Five Exploitable Demographic Tendencies on the Path to Purchase

There are many different channels of information that a brand’s potential customers may be exposed to during the course of their journey toward making a purchase from the brand. Taken together, these channels – which will influence the customer positively or negatively – form the path to purchase.



While each information channel should be ready to be effectively activated by a brand’s target customers, certain channels will be more influential with particular targets.

As part of The Brand Strength Monitor (TBSM), the syndicated MSW-ARS brand strength tracking solution, we collect information on the perceived importance of some of the most prominent information channels along the path to purchase. Across nearly 6000 recent responses aggregated across a wide variety of product categories, we have identified five demographic tendencies toward how particular information channels are perceived in terms of importance by certain types of customers.

Television – Getting Grayer

Television advertising is cited most often as an important source for product information across almost every demographic group. That’s the good news.  But its prominence declines dramatically among younger consumers.  On top of that, it is less trusted as a source of product information by those who are more educated and those with higher incomes.



So while television clearly is still of great importance, many prime targets will be best reached through other channels along the path to purchase.


Younger Generations Still Turn to Advertising

Younger people still turn to advertising as an important source of information, but they are more likely to find other types of media more important than do their elders. And in fact, Millennials (age 18 to 34) are one generation where online advertising actually eclipses television as an important source of product information.  Younger people are also more likely to trust outdoor advertising, radio and news stories.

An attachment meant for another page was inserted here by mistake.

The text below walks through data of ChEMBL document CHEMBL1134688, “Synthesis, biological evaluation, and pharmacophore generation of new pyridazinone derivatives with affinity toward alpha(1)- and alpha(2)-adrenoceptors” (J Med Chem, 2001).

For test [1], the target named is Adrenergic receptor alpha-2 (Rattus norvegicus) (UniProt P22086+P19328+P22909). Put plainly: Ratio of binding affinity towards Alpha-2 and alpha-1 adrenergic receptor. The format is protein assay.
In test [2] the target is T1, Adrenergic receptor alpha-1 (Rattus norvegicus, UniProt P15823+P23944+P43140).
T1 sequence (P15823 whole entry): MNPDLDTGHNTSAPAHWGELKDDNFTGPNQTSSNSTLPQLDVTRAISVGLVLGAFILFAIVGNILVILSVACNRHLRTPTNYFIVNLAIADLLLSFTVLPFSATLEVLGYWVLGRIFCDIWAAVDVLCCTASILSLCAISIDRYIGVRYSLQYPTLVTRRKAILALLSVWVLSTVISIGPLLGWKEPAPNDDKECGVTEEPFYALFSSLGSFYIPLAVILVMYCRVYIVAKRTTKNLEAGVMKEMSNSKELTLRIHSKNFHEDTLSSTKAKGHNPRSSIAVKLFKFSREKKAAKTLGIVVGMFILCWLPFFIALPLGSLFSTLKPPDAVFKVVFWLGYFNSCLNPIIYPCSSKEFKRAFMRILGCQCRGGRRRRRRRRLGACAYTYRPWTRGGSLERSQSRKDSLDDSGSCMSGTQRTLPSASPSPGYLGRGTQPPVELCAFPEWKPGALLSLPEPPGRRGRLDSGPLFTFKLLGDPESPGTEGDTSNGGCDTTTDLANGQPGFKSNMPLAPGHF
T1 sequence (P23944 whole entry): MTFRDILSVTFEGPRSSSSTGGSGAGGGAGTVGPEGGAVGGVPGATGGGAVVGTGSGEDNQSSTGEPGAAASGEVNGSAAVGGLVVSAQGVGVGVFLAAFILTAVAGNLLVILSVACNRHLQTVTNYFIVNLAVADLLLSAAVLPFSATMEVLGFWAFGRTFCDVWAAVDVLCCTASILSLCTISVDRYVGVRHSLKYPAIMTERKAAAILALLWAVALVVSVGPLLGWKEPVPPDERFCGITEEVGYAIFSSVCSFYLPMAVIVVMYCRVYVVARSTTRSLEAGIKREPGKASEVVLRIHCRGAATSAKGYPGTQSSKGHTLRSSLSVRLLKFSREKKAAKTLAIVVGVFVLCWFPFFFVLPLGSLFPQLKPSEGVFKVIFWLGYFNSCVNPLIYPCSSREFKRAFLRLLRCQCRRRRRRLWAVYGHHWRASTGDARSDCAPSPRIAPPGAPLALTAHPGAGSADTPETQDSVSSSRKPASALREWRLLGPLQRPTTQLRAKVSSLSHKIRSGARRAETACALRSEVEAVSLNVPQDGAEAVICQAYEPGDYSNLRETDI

Women Go the Extra Mile

While getting product information from advertising in the media we consume is broadly viewed as important across demographic groups, one particular group appears to be particularly willing to make the effort to gather information from online reviews and product ratings. That would be women, who are 60 to 70 percent more likely than men to rate these information sources as important to them.




Special Offers – Who’s Got the Time?

The information channels studied in TBSM include multiple types of special offers or coupons. Consistently, older respondents are substantially more likely to rate these as important to them.  This makes sense given that many seniors are on a fixed income where modest savings can add up. Plus, those who are retired will be more likely to have the time to track down the best offers.



News You Can Use

Those with higher education levels are less likely to select television as an important information source than those with lower education levels. In fact those with a Master’s degree or higher are substantially lower in this regard than even Millennials.  However, one product information source that the most highly educated consumers indicate is important to them is news stories.  While these may seem out of marketers’ control, native advertising and content marketing are avenues that could be pursued to reach highly educated consumers that would be consistent with this finding.



Of course, these results are averages across a wide variety of diverse categories and the specific reality in your particular category may vary somewhat. The Brand Strength Monitor can help you understand the dynamics of your particular category.  Please contact us at for more information.



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